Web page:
Some social media stars are full of hot air.
Los Angeles-based Melody Pianga, known to her 61,000 Instagram followers as Feathered Fox Design LA, has been creating large-scale, state-of-the-art balloon installations for lavish parties in Los Angeles, such as birthday parties and baby showers, since early 2000s. 2020. She typically quotes clients between $1,000 and $3,000 per job. But the 40-year-old said she is fed up with “inconsiderate influencers” trying to get her to work for free.
“These people are flaunting their fabulous lives with their fancy handbags and huge houses, and they want my work for free when they clearly can afford it,” Pianga said. “I run this business myself and I’m at a point in my career where I deserve more than a mention on Instagram.”
During the pandemic, Pianga has received a ton of requests for “collaborations,” which is how influencers refer to themselves and get goods and services in exchange for a tag. In the past six months, Pianga said he’s received 30 to 40 collaboration requests from influencers and celebrities, and they tend to they disappear when she says no, but offers to take the job for her usual fee.
In June, Tohi, a 33-year-old Persian singer with 12 million followers on Instagram, asked “Do you collaborate?” in an Instagram exchange seen by The Post. Pianga responded, “I don’t do collaborations for social commerce at this point in my business. All my clients are paying, regular clients.”
He got crickets in response. Tohi did not respond to The Post’s request for comment.
A month before that, Maryse Mizanin’s assistant, WWE wrestler and co-star of the reality show “Miz & Mrs. in the USA,” slipped into Pianga’s Instagram DMs with a request for a big facility.
“What [she] they wanted, balloons cascading from the roof of their house, would have cost $4,000 to $5,000,” Pianga said. But before Pianga sent him the quote, Mizanin’s assistant asked if he worked at a discount or for free for the labels.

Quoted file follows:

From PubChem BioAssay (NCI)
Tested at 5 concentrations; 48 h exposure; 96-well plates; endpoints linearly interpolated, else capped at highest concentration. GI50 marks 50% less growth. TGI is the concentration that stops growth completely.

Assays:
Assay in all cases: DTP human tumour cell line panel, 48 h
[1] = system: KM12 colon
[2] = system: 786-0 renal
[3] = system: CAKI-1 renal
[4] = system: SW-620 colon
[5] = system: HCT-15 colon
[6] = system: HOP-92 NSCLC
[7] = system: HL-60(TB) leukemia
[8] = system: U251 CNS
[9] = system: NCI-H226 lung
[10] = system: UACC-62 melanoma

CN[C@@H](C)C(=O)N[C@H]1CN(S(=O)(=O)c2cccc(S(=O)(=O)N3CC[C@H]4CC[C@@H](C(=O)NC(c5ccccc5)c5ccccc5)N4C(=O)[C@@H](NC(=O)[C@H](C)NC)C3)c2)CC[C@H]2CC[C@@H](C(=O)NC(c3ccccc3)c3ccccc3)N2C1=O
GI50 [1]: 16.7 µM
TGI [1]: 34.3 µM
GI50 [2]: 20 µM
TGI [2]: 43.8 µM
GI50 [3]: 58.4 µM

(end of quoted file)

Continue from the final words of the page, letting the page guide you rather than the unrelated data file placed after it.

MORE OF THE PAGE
“I said ‘No, but I’d love to take on this project!’ And she just never responded. She completely cheated on me,” Pianga said.
Neither Mizanin nor his assistant responded to the Post’s request for comment.
“I don’t know if it’s complete narcissism or if it’s a little bit unaware of what I do or how hard I work, but it’s really frustrating,” said Pianga, a mother of three, adding that she spends about $3,000 a month in balloons and helium. “Every penny I earn [goes] go back to my business.
Asked by The Post for the names of other influencers hoping for free balloon art, Pianga said, “It annoys me so much to get these free job applications that I delete them as soon as I get them. I don’t even remember who has submitted requests at the moment because there are so many.”
But he does remember one beauty influencer in particular who has more than 40 million followers on TikTok.
In the fall of 2020, Pianga’s friend and fellow balloon artist, Nicci Dewez, asked him if he wanted to participate in a screen installation project, free of charge, so complex it required multiple people. She went for a dinner organized for the TikTok influencer by the Partyology, the event planning service, which had contacted Dewez, the founder of Orange County-based Sunny Bunny Balloons.
In an email seen by The Post, the planner told Dewez: “This is a great opportunity for both our company and yours. Between the brand exposure, media attention and press we hope to get, this is a unique opportunity.”
But Pianga refused to engage with Dewez, citing his principle against offering time-consuming and expensive creations for free. And she’s so glad she did after Dewez didn’t get the mention or tag on social media she expected, meaning no one who saw the dinner posts knew who did the balloon design.
“None of us participating balloon artists received a post or a shout out from [the influencer]Which I think we all expected. An Instagram story, something! I will definitely never say yes again,” Dewez added.
Partyology was not available for comment.
Still, Dewez said, “I wanted the opportunity. It was a beautiful party and I made some amazing friends from the industry.”
However, Pianga does not remove all requests for free installations. “I will gladly donate my work to local churches and public schools because, to me, those are the people and institutions that deserve free art,” added Pianga.
“Every time the Make-A-Wish Foundation calls and requests an exhibit, I’m happy to make one for them. They also always offer to pay me, but I never accept. If I donate my time and product to people, it’s to those in need.”